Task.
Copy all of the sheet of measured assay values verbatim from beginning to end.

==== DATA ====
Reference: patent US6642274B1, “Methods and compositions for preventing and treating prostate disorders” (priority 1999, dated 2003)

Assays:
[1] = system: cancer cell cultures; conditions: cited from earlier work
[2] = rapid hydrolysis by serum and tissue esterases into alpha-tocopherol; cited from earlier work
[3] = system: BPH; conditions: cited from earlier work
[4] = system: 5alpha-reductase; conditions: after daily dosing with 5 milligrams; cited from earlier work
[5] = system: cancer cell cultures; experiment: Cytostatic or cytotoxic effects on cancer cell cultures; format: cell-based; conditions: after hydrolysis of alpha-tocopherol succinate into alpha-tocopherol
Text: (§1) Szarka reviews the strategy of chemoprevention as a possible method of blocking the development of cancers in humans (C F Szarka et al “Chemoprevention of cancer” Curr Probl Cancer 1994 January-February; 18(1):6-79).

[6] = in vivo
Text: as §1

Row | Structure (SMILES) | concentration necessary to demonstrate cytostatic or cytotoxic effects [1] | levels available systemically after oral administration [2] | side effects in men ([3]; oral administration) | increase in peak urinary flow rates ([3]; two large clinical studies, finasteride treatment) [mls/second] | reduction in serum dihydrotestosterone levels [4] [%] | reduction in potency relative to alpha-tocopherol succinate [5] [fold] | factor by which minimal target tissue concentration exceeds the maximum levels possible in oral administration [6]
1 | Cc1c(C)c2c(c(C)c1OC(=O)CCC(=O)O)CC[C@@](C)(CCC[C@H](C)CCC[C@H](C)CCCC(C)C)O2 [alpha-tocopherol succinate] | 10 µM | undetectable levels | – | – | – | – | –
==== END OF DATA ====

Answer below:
Reference: patent US6642274B1, “Methods and compositions for preventing and treating prostate disorders” (priority 1999, dated 2003)

Assays:
[1] = system: cancer cell cultures; conditions: cited from earlier work
[2] = rapid hydrolysis by serum and tissue esterases into alpha-tocopherol; cited from earlier work
[3] = system: BPH; conditions: cited from earlier work
[4] = system: 5alpha-reductase; conditions: after daily dosing with 5 milligrams; cited from earlier work
[5] = system: cancer cell cultures; experiment: Cytostatic or cytotoxic effects on cancer cell cultures; format: cell-based; conditions: after hydrolysis of alpha-tocopherol succinate into alpha-tocopherol
Text: (§1) Szarka reviews the strategy of chemoprevention as a possible method of blocking the development of cancers in humans (C F Szarka et al “Chemoprevention of cancer” Curr Probl Cancer 1994 January-February; 18(1):6-79).

[6] = in vivo
Text: as §1

Row | Structure (SMILES) | concentration necessary to demonstrate cytostatic or cytotoxic effects [1] | levels available systemically after oral administration [2] | side effects in men ([3]; oral administration) | increase in peak urinary flow rates ([3]; two large clinical studies, finasteride treatment) [mls/second] | reduction in serum dihydrotestosterone levels [4] [%] | reduction in potency relative to alpha-tocopherol succinate [5] [fold] | factor by which minimal target tissue concentration exceeds the maximum levels possible in oral administration [6]
1 | Cc1c(C)c2c(c(C)c1OC(=O)CCC(=O)O)CC[C@@](C)(CCC[C@H](C)CCC[C@H](C)CCCC(C)C)O2 [alpha-tocopherol succinate] | 10 µM | undetectable levels | – | – | – | – | –